Sir Ken Robinson writes, “there are two types of people in the world: those who divide people into two groups, and those who don’t.” I, like Brene Brown (I know! Twinsies!), do. I’m aware it’s dualistic and sometimes limiting, but it’s also quick and easy and sometimes a little fun.
So there are those people in the world, who, when they go to a restaurant repeatedly, they order something new. And there are those of us who [do it right and] order the same thing over and over. When I love something, I keep returning to that satisfaction. Case in point: I’ve only ever had one dish at Macaroni Grill, the Pasta Romano. This was before my body stopped digesting refined white flour, but I told friends that if I were ever to end up on death row and needed to name my final meal, this would be it. (These friends love me, but gave me concerned looks after that statement. What? You haven’t thought about that? I asked.) Now, a quick search of Macaroni Grill’s website tells me that the Pasta Romano is no longer available. Please, a moment of silence. (They didn’t even tell me ahead of time, so that I could get one final taste?! How dare they! What are they, heartless animals?)
Back to the main-ish point: For those of us in the group who re-order over and over, how do you quickly and efficiently order at a new venue, especially when a friend is sharing a captivating story and you’re on limited time? For myself, I look for key words: avocado or the phrase “covered in queso.” I must tell you: this system has yet to fail me.
Yesterday, in an adventure to Northstar Cafe- at which I had previously dined, but I’m by no means a “regular” – I knew I needed food with color (a white potato and a white chicken boob just wouldn’t serve me well) so I limited myself to the salad section, even through there was an entire area of the menu devoted to “wood fired pizzas.” Sometimes I defy my bread-hating body, but yesterday was not that day. Because I’m a rule follower when I believe the rule is for me, I stayed in the salads.
Can we please talk about the Townsfair Salad? I feel like this experience warrants public discussion. Who knew that dates belong in a salad? And, to that point, why didn’t that person tell me? After my bowl arrived, I looked at it and thought, “never would I ever put these things together.” The greens were green – like kale green, which I typically only intake through juicing because of kale’s inherit rigidity. And it sat in there with cabbage and what I believe to be radicchio, but I’m not up on my forms of leaf chicory. There was some chicken, which could have easily stayed home that day, and there were chickpeas, which are my least favorite of the legumes, but in this bowl they became magnificent.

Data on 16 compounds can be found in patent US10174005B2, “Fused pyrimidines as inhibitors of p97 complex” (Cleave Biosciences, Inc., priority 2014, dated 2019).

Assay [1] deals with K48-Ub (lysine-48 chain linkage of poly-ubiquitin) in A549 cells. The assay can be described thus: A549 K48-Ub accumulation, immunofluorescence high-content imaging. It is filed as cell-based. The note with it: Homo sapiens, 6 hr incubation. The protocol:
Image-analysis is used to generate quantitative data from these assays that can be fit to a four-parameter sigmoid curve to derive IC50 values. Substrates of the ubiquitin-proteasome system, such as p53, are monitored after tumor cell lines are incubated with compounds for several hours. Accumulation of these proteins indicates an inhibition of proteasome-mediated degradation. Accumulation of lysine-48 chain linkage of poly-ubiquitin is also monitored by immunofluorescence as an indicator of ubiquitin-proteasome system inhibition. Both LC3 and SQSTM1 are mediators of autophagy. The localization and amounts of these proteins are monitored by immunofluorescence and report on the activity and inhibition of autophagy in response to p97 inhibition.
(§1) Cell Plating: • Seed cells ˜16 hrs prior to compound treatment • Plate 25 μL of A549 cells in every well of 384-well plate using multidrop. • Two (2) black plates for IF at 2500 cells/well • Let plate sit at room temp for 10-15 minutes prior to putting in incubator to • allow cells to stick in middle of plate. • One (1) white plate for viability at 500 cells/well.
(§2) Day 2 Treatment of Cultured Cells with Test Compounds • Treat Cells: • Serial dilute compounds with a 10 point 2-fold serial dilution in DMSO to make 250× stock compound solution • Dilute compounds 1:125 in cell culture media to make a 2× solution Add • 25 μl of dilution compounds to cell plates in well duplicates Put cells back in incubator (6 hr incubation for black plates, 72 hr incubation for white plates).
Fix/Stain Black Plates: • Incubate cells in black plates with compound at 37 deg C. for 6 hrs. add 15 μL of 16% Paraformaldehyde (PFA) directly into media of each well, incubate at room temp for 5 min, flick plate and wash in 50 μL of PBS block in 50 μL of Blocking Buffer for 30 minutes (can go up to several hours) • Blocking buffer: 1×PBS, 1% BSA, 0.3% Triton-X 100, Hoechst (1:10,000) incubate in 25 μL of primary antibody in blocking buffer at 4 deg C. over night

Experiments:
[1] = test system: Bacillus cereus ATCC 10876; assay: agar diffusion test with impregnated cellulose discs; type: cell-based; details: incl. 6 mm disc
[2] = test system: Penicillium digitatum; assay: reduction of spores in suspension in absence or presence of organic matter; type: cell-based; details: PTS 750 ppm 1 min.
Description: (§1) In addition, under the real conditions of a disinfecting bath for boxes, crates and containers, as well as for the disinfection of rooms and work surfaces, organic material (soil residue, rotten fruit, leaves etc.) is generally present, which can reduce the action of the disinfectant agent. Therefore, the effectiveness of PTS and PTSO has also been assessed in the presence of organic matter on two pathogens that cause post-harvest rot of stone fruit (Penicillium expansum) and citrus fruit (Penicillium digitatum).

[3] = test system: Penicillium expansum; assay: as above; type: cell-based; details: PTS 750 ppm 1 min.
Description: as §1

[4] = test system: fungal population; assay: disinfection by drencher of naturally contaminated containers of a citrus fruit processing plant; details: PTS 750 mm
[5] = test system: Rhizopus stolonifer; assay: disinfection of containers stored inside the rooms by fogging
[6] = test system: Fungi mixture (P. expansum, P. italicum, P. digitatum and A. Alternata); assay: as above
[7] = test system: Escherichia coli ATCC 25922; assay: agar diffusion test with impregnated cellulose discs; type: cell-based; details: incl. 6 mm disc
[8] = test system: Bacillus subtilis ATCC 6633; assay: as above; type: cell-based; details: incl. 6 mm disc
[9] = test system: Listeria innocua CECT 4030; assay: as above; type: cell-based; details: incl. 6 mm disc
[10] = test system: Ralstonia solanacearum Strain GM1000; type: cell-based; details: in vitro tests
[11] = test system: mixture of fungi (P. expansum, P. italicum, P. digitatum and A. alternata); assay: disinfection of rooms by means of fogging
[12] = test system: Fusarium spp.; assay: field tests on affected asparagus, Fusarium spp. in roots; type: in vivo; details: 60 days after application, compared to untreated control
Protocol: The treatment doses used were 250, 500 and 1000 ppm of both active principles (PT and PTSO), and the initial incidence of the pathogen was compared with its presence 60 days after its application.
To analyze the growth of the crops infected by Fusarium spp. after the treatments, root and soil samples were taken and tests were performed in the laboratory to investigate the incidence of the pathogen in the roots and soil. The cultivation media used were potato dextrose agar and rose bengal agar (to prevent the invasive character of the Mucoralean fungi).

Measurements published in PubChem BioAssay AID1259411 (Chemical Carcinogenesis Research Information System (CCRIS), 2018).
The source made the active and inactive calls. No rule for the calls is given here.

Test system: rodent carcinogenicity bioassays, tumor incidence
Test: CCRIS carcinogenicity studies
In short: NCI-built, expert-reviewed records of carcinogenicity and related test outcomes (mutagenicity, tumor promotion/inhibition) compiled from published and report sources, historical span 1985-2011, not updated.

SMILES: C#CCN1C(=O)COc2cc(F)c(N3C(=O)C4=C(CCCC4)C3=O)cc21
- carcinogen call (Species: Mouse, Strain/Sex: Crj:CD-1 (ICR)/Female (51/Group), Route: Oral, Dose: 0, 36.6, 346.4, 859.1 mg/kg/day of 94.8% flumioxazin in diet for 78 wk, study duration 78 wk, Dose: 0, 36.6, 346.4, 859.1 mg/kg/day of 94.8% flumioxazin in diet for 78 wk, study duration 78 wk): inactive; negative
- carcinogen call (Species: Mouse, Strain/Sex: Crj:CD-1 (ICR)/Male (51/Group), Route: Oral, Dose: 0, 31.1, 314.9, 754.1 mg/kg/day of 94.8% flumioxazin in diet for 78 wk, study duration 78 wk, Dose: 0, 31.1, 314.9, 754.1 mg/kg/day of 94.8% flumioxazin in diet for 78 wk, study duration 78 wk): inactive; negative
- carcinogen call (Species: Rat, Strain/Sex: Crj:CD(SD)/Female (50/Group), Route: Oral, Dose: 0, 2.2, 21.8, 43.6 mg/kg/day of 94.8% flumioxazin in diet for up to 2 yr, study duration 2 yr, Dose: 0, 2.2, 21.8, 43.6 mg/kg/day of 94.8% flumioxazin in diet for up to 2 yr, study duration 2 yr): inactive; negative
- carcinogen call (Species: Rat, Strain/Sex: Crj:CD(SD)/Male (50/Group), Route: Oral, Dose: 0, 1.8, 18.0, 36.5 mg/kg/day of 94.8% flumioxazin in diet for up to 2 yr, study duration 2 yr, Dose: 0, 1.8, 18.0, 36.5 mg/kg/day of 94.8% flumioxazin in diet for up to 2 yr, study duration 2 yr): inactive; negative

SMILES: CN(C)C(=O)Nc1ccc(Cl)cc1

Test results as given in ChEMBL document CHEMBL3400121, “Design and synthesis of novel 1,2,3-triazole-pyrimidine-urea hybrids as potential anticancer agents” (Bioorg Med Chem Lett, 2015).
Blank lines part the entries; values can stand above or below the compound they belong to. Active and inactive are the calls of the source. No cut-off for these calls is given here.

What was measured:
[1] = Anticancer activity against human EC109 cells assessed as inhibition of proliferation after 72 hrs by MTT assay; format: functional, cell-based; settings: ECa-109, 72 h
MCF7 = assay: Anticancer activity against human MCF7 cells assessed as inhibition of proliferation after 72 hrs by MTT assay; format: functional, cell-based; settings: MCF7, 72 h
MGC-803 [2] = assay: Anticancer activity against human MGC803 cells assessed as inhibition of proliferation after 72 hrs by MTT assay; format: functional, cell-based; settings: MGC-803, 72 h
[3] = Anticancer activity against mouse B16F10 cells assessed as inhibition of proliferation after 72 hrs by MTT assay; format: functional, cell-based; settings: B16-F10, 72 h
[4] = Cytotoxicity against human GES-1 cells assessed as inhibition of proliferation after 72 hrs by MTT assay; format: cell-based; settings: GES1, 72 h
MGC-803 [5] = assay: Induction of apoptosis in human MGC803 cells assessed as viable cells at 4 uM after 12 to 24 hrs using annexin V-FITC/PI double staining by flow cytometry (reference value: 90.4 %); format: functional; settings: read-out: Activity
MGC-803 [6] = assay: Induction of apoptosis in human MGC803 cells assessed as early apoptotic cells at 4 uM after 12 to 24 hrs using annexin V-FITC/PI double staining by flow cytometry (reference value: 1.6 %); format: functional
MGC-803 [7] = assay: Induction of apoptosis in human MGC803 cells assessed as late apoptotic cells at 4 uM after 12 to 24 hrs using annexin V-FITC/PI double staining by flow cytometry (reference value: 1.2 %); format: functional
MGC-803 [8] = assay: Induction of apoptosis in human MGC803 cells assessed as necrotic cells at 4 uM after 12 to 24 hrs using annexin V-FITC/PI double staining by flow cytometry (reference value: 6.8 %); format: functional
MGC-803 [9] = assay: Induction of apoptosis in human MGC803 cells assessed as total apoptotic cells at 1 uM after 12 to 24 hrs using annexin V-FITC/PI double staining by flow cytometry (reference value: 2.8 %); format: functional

Also, the nuts. This salad had sustenance. There were at least 3 kinds of nuts, IMHO, but the menu says explicitly almonds. And then there were the stars: avocado, goat cheese, and (the aforementioned) dates. Never in my life have I put all of these things together, especially in the absence of bacon, and expected magic to happen, but this is why I’m not paid by the Northstar Cafe to make menus. Whoever does have this job is: a) doing a better job than the guy at Macaroni Grill, who apparently gets rid of the best work of the last guy, and b) knows secret potions.
This chef also knows that dates and goat cheese behave much like my hilarious friends Randy and Brooke, and when you get them at the same time you can go ahead and just wait for the tears of enjoyment to start rolling down your sore little cheeks. Some things just go together. Goat cheese, by itself, perhaps on a cracker? Meh. But in a bowl of greens, nuts, legumes, and DATES? Let’s just say it was better than my senior prom.
I have watched my children tear apart delightful dishes time and again, or ask to order theirs without an unfavored ingredient. I understand some slight aversions, my own being tomatoes, if they’re not grown in an actual garden and harvested in the last day or so. But I’m now in that group of people who now believes you simply have to trust the chef. It might not be about loving goat cheese, it’s about loving goat cheese in this element. In this dish. Right here. If I had dismissed the Townsfair on the merits of goat cheese, I would’ve missed the magic.
Donald Miller writes in A Million Miles in a Thousand Years that when we leave a movie theater and decide that the movie we just saw wasn’t that good, we don’t automatically preclude movies from the realm of enjoyment. We haven’t decided that all movies are bad, just that movie was bad. Similarly, we can’t observe that goat cheese is always bad, but perhaps sometimes it can be overused or cheaply made.
And life, as well, isn’t always of one essence. I think we can trust the chef. There’s a power in the universe that can take lackluster chickpeas, toss them with a dazzling vinaigrette, and by the power of the presence of avocado, suddenly we have hope for the chick pea. The chick pea doesn’t ruin the salad, it gets transformed by the power of the salad coming together in oneness.
Dissected, life can become a bunch of little things we hate. We can spend our energy picking around, pushing aside and avoiding what we normally don’t appreciate. Or we can take a big bite of the whole thing, tossed together. Some elements are our favorite. Some are not. Some are enjoyed more in partnership with other things. But ultimately, it’s good. When you go to a worthwhile restaurant, you can trust the chef.
Just look for the words “avocado” or “covered in queso.”